ISRAEL AT WAR - DAY 291

Deborah Lyons (left) with Israeli President Isaac Herzog in Jerusalem, December 2023. (Courtesy)
Deborah Lyons with Israeli President Isaac Herzog in Jerusalem, December 2023. (Courtesy)
Interview'It’s the non-Jews who have to stand up for this battle'

Canada’s antisemitism envoy says Jew-hatred is at a high — and may get even worse

Six months into her role, Deborah Lyons sees an already dire situation exacerbated by the October 7 atrocities, saying the problem must be confronted at all levels

Deborah Lyons with Israeli President Isaac Herzog in Jerusalem, December 2023. (Courtesy)

TORONTO — Deborah Lyons can be forgiven if she follows the news with trepidation since being appointed Canada’s special envoy on preserving Holocaust remembrance and combating antisemitism last fall. Such is the alarming surge in Jew-hatred in Canada that reports about it appear regularly in the media.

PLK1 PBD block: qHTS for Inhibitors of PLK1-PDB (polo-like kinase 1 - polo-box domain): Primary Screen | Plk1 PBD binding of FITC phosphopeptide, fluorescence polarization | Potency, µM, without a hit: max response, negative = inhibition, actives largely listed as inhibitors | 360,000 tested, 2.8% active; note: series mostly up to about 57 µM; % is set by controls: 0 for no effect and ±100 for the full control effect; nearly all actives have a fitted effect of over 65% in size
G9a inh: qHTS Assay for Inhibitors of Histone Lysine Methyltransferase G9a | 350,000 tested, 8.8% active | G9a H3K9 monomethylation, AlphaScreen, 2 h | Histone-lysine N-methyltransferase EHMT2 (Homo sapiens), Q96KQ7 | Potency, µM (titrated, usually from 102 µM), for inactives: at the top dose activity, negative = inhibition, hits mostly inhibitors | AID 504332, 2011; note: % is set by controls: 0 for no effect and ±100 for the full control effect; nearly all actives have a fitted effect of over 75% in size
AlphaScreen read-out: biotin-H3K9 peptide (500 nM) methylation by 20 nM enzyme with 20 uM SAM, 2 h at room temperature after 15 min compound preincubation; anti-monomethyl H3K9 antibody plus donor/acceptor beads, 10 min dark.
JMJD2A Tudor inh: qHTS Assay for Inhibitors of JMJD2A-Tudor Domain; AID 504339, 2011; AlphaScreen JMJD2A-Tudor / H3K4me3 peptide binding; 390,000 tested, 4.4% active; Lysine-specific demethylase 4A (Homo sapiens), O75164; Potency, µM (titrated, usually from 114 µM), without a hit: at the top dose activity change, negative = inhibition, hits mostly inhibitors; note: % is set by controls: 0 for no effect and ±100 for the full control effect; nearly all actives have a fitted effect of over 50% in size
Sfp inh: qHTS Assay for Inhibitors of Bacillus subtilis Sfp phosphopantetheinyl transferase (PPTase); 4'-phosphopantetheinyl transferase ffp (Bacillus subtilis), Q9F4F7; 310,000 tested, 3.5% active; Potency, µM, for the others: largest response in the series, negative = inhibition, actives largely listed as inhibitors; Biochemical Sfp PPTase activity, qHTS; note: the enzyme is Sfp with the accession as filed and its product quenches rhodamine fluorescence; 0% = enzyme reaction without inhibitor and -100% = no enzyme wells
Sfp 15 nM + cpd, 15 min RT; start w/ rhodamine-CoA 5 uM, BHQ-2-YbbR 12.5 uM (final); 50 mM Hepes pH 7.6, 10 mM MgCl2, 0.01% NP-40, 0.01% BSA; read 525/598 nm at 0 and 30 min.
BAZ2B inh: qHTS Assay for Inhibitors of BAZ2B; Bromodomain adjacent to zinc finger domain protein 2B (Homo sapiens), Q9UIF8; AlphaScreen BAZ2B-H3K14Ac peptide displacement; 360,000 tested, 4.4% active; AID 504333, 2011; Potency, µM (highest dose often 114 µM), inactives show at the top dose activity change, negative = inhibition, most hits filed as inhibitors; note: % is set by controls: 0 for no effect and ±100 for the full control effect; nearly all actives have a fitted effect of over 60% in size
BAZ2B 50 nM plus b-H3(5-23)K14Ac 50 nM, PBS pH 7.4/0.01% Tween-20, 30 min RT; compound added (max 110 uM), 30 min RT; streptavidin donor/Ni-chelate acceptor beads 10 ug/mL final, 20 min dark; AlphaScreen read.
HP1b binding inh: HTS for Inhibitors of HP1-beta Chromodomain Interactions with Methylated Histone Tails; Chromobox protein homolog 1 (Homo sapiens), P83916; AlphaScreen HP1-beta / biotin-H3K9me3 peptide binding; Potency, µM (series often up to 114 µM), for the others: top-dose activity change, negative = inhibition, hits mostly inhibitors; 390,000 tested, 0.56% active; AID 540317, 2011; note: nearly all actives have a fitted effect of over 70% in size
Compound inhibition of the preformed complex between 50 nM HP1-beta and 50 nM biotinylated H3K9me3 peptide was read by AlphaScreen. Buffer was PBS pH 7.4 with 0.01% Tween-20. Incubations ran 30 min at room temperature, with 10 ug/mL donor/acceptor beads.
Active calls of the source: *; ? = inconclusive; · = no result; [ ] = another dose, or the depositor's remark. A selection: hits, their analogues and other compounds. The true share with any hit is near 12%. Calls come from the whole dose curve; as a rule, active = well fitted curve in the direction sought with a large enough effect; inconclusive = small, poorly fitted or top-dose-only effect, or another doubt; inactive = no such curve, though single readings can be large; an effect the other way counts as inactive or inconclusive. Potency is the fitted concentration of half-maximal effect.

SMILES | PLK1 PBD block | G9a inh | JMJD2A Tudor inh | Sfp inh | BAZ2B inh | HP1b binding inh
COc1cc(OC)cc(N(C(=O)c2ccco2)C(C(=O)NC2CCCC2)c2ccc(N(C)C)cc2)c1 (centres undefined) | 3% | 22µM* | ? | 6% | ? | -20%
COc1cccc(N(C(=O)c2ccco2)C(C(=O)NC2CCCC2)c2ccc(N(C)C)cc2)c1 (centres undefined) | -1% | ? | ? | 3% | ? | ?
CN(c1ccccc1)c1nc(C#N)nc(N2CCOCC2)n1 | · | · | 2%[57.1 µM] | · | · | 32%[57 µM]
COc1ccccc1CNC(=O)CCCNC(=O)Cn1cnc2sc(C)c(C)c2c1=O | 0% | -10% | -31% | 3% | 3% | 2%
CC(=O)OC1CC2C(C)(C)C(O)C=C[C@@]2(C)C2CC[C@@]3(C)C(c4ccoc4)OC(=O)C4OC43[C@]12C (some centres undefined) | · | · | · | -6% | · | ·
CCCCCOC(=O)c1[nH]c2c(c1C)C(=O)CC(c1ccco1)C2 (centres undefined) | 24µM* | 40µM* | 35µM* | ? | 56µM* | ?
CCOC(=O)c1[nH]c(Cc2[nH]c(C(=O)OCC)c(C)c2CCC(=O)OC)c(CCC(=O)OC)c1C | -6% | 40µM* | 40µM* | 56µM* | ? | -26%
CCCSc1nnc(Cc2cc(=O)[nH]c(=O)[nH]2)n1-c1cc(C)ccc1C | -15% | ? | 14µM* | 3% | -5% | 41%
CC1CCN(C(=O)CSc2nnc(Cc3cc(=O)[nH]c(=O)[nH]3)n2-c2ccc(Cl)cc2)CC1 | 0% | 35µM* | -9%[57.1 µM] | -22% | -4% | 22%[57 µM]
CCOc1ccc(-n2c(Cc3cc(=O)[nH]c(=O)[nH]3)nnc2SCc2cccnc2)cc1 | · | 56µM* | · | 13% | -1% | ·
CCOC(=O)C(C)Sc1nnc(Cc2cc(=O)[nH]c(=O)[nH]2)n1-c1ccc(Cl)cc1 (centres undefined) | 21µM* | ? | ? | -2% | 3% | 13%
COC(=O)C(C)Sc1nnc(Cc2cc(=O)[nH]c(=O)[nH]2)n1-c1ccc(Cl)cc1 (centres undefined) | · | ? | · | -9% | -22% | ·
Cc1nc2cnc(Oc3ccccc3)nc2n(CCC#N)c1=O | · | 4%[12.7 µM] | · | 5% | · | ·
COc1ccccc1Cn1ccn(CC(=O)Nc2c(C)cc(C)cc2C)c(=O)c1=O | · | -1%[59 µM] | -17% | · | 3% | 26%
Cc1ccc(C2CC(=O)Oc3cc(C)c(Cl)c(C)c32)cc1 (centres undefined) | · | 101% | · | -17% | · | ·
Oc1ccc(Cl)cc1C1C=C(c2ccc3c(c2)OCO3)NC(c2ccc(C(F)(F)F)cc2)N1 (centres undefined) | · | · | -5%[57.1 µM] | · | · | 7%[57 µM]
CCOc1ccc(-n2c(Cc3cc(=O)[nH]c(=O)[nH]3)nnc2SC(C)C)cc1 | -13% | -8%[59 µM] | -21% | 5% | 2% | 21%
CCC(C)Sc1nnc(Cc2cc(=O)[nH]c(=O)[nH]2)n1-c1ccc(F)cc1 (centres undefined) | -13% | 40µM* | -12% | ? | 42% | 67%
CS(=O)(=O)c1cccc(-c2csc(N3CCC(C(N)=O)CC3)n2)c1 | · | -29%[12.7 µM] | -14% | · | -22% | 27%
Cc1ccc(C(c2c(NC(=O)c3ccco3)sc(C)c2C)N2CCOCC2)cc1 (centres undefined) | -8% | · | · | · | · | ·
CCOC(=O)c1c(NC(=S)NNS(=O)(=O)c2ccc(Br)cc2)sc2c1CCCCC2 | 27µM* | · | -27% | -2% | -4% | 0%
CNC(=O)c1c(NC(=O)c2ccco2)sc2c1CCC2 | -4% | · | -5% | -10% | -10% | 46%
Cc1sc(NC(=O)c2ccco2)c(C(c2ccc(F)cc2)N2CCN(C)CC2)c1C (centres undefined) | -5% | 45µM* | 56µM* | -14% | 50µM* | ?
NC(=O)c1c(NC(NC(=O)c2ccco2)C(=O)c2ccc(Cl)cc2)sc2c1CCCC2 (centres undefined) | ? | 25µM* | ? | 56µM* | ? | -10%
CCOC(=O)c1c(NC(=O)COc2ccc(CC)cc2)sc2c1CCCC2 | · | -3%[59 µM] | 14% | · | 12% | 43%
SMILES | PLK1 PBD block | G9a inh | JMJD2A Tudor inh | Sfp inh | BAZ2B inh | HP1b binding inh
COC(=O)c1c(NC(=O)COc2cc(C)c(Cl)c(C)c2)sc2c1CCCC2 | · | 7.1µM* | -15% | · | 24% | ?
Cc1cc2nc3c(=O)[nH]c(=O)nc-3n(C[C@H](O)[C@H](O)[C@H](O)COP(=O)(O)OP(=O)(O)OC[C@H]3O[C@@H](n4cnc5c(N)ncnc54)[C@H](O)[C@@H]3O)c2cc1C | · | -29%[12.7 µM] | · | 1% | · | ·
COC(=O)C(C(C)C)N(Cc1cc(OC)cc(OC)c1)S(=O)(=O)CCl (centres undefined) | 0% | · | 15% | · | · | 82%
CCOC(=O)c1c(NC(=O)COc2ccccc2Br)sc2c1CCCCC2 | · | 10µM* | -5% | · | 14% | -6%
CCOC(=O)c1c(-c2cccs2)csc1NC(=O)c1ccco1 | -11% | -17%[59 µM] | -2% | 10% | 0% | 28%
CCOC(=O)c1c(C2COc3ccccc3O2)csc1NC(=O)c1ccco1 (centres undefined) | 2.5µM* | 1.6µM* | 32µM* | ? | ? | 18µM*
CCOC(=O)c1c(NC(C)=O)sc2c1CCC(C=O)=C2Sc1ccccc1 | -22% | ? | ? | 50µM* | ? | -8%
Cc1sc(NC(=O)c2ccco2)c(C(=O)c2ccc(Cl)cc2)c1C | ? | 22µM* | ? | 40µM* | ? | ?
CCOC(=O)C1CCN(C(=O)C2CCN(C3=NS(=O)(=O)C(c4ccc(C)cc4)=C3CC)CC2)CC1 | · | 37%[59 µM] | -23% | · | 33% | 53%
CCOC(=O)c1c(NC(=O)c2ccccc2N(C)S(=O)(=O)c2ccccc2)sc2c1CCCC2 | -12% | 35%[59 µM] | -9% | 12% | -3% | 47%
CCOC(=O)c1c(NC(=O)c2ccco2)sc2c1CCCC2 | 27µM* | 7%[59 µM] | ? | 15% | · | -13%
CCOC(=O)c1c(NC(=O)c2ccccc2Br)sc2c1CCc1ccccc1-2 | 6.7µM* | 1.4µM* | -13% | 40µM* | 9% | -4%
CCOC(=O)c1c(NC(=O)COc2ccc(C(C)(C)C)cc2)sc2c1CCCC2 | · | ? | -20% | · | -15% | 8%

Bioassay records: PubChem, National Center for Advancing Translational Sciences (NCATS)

“It’s clear from the data we’re seeing, particularly coming from police units across Canada, that there’s a huge increase in antisemitism in terms of hate crimes happening,” Lyons told The Times of Israel during a recent interview. “That’s without mentioning the so-called ‘awful but lawful’ incidents against Jews that we often hear about. I would say the level of antisemitism now in Canada is at an all-time high. It’s unprecedented.”

This week, B’nai Brith Canada published its annual audit of antisemitic incidents, showing a dramatic rise since the October 7 massacre, in which Hamas-led terrorists brutally murdered 1,200 people in southern Israel and abducted 252 to the Gaza Strip.

Based on cases reported to B’nai Brith, including through work with police, there were 5,791 documented acts of violence, harassment and vandalism targeting Jews in 2023, more than twice the total in 2022.